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bright object in east sky

 
mysticalamber
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User ID: 9653
United States
02/08/2006 10:22 AM
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bright object in east sky
it is NOT VENUS.i live on the beach central NJ.i have been watching for many months now as others have. this morning around 5 am i looked out and there it was as usual. but this time it is much larger and very very bright.it cast a line of light over the ocean as does the moon. i watched it for over an hour and it did not move . have never seen anything so bright or big. the paart that got me was it casting light on the ocean. planes went under it and were very small in size. i watched it until after the sun rose and then it was the last thing to fade out. anyone else see it? i am very serious....
it is Venus
User ID: 71092
United States
02/08/2006 10:25 AM
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Re: bright object in east sky
[link to www.space.com]

What you describe is exactly what Venus is doing. It is the brightest thing in the morning sky (SE) until the sun rises.
Anonymous Coward
User ID: 21
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02/08/2006 10:25 AM
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Re: bright object in east sky
Videocamera ?
mysticalamber (OP)

User ID: 9653
United States
02/08/2006 10:26 AM
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Re: bright object in east sky
but venus has never cast light on the ocean as does the moon...this does...and it starts in the south sky and winds up in the east ...sorry but no video camera...
Anonymous Coward
User ID: 35988
Sweden
02/08/2006 10:33 AM
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Re: bright object in east sky
it´s not venus, its a POPUP that escaped from GLP!
Anonymous Coward
User ID: 2268
United Kingdom
02/08/2006 10:33 AM
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Re: bright object in east sky
venus can and has been recorded to have the magnitude capable of casting light on the sea.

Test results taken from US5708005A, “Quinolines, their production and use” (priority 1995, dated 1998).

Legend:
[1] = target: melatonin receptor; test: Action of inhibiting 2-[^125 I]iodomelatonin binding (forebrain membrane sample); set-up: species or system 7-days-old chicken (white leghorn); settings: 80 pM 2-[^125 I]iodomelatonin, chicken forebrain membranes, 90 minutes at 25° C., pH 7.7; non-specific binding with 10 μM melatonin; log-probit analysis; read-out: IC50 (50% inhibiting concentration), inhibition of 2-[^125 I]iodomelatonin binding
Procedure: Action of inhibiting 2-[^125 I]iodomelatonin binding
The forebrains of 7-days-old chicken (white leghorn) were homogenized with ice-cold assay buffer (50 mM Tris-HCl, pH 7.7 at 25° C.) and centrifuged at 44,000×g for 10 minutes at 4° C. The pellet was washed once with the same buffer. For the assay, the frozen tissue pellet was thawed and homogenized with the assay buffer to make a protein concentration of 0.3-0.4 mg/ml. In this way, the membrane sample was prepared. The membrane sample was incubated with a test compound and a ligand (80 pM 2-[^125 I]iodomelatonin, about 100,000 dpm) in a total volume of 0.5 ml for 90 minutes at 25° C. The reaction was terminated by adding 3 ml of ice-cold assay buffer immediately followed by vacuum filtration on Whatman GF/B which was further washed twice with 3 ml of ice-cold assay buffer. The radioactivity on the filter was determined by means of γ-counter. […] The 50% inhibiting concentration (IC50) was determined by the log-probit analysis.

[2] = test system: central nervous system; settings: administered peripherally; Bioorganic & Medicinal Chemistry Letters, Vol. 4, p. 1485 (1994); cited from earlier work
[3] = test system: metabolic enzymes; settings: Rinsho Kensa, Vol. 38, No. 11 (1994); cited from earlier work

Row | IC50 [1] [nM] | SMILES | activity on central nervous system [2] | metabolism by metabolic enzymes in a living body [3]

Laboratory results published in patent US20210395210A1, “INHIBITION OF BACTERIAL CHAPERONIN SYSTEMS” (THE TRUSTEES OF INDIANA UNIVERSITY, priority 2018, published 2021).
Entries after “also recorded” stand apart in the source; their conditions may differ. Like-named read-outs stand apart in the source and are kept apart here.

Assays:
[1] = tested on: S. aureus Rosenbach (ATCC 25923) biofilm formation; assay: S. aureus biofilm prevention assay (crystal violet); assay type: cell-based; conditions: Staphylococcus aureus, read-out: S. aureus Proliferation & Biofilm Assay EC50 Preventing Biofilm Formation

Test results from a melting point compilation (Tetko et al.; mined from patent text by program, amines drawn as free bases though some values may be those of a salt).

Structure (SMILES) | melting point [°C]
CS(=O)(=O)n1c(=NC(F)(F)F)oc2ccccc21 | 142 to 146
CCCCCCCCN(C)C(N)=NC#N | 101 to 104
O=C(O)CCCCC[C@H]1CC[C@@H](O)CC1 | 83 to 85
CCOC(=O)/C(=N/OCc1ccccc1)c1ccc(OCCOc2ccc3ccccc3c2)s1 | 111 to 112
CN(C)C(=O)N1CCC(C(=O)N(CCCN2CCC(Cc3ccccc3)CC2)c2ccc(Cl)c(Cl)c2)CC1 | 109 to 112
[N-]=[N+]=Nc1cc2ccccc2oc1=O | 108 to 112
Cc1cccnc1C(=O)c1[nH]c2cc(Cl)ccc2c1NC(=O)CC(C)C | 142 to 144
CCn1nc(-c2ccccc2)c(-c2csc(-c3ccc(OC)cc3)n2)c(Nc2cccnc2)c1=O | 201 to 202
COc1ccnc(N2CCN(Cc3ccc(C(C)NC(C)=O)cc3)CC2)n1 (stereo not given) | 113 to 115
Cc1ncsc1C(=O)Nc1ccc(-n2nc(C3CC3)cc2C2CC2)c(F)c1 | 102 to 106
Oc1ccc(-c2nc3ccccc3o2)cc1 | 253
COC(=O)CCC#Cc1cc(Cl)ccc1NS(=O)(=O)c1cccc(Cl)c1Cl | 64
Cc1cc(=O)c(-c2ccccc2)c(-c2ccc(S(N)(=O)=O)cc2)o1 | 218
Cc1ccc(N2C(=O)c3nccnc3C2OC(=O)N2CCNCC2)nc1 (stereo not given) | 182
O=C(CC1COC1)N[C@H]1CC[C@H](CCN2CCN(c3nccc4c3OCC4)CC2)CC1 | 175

mysticalamber (OP)

User ID: 9653
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02/08/2006 10:37 AM
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Re: bright object in east sky
venus starts out in the western sky at sunset not southern. and not so easy to see. especially in the northern hemisphere..
Eponymous Coward
User ID: 13109
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02/08/2006 10:47 AM
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Re: bright object in east sky
"venus starts out in the western sky at sunset not southern. and not so easy to see. especially in the northern hemisphere.."

Completely and totally wrong.

Check out 71092's link.
mysticalamber (OP)

User ID: 9653
United States
02/08/2006 10:53 AM
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Re: bright object in east sky
At a blazing negative 4.5 magnitude, Venus is at its brightest, but not terribly well placed in the predawn southeast sky. [Magnitudes are non-intuitive. Brighter objects have smaller numbers. In fact the brightest have negative value. i did check it out
robin

User ID: 62347
United States
02/08/2006 11:08 AM
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Re: bright object in east sky
mysticalamber, i see this thing every morning too.

im in central florida.

this star or whatever is so bright.

its getting bigger every day.

im telling you, in my whole life ive NEVER EVER seen a star this big.

its bigger NOW than 5 months ago!

i dont know what it is, but just go out and look for yourselves.

venus was NEVER this big.

its like the size of a golfball now.

its just way too big...it doesnt look normal.
Anonymous Coward
User ID: 296
United States
02/08/2006 11:09 AM
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Re: bright object in east sky
I see the pop-up problem is still with us. I honestly think the purpose of the pop-ups is to drive people away.
robin

User ID: 62347
United States
02/08/2006 11:11 AM
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Re: bright object in east sky
i havent had any trouble with pop ups...
impetigo
User ID: 2671
United States
02/08/2006 11:13 AM
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Re: bright object in east sky
I see it every morning too, and I'm in maryland. I agree, the size keeps getting bigger. I've never seen anything quite like it....

Incoming? Would explain all the flares and flash fires.
CaptainAJ2012
User ID: 69495
United States
02/08/2006 11:19 AM
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Re: bright object in east sky
"Venus 123" pop-up just appeared while I was on this thread-no sh..! That is too much!!!!!
Anonymous Coward
User ID: 71092
United States
02/08/2006 11:22 AM
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Re: bright object in east sky
The planet Venus has returned to the early morning sky and has established itself as a dazzling morning lantern, emerging into view from beyond the east-southeast horizon before 5:00 a.m. local standard time.

Just three weeks ago, on Jan. 13, was the day of its inferior conjunction – when it passed between the Sun and Earth and made its transition from an evening to a morning object.